 As our ancestors evolved, avoiding “sticks” was more important for survival than getting “carrots.”

     Preferential encoding in implicit memory:  We learn faster from pain than pleasure.  Negative interactions: more impactful than positive  Easy to create learned helplessness, hard to undo  Rapid sensitization to negative through cortisol

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    Velcro for Bad, Teflon for Good

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    Considering the Costs and Benefits

     As we evolved, the short-term benefits of the negativity bias outweighed its long-term costs.

     But now - when we want to live long and well, and when we are exposed to chronic mild to moderate Reactive stressors with little time for Responsive recovery - this design feature is a kind of “bug” for human brains in the 21st century.

     This is also a key weakness of therapy, human potential trainings, and character education: many hard-won positive states are wasted on the brain.

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    Cultivation in Context

     Three ways to engage the mind:  Be with it. Decrease negative. Increase positive.  The garden: Observe. Pull weeds. Plant flowers.  Let be. Let go. Let in.  Mindfulness present in all three ways to engage mind

     While “being with” is primary, it’s often isolated and privileged in mindfulness-based practices.

     Skillful means for decreasing the negative and increasing the positive have developed over 2500 years. Why not use them?

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    HEAL by Taking in the Good

    1. Have a positive experience. Notice it or create it.

    2. Enrich the experience through duration, intensity, multimodality, novelty, personal relevance

    3. Absorb the experience by intending and sensing that it is sinking into you as you sink into it.

    4. Link positive and negative material.

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    Let’s Try It

     Notice the experience already present in awareness that you are alright right now  Have the experience  Enrich it  Absorb it

     Create the experience of compassion  Have the experience - bring to mind someone you care

    about . . . Feel caring . . . Wish that he or she not suffer . . . Open to compassion

     Enrich it  Absorb it

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    It’s Good to Take in the Good

     Development of specific inner strengths  “Antidote experiences” - “By love they will quench the

    fires of hate” (the Buddha)

     Implicit benefits:  Being active rather than passive  Treating yourself like you matter  Training of attention and executive functions

     Gradual sensitization of the brain to the positive: like Velcro for the good

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    The Four Ways to Offer a Method

     Doing it implicitly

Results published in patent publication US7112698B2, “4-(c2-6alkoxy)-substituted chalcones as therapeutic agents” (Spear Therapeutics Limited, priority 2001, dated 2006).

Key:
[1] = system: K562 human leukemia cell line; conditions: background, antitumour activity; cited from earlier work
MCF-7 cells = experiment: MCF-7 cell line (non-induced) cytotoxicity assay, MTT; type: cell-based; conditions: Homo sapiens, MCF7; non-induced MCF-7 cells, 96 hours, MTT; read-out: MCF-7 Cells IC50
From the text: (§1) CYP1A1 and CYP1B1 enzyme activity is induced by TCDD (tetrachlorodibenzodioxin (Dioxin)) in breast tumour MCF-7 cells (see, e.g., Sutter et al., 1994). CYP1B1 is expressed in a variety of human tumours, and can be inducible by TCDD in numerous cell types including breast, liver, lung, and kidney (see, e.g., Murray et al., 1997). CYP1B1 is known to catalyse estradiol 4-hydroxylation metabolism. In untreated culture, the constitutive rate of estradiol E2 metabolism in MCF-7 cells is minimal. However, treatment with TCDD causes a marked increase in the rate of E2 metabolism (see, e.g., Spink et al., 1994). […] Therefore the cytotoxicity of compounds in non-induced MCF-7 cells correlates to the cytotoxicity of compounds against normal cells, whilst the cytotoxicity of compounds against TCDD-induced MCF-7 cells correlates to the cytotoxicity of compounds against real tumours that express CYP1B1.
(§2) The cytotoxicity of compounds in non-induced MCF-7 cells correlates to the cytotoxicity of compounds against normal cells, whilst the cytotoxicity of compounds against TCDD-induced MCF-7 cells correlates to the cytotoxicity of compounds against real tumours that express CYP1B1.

 Teaching it and then leaving it up to the person

     Doing it explicitly with the person

     Asking the person to do it on his or her own

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    The Fruit and the Path

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    The Fruit as the Path




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    Think not lightly of good, saying, "It will not come to me.”

    Drop by drop is the water pot filled.

    Likewise, the wise one, gathering it little by little,

    fills oneself with good.

    Dhammapada 9.122

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    Great Books

    See for other great books.

     Austin, J. 2009. Selfless Insight. MIT Press.  Begley. S. 2007. Train Your Mind, Change Your Brain. Ballantine.  Carter, C. 2010. Raising Happiness. Ballantine.  Hanson, R. (with R. Mendius). 2009. Buddha’s Brain: The Practical

    Neuroscience of Happiness, Love, and Wisdom. New Harbinger.  Johnson, S. 2005. Mind Wide Open. Scribner.  Keltner, D. 2009. Born to Be Good. Norton.  Kornfield, J. 2009. The Wise Heart. Bantam.  LeDoux, J. 2003. Synaptic Self. Penguin.  Linden, D. 2008. The Accidental Mind. Belknap.  Sapolsky, R. 2004. Why Zebras Don’t Get Ulcers. Holt.  Siegel, D. 2007. The Mindful Brain. Norton.  Thompson, E. 2007. Mind in Life. Belknap.

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    Key Papers - 1

    See for other scientific papers.

     Atmanspacher, H. & Graben, P. 2007. Contextual emergence of mental states from neurodynamics. Chaos & Complexity Letters, 2:151-168.

     Baumeister, R., Bratlavsky, E., Finkenauer, C. & Vohs, K. 2001. Bad is stronger than good. Review of General Psychology, 5:323-370.

     Braver, T. & Cohen, J. 2000. On the control of control: The role of dopamine in regulating prefrontal function and working memory; in Control of Cognitive Processes: Attention and Performance XVIII. Monsel, S. & Driver, J.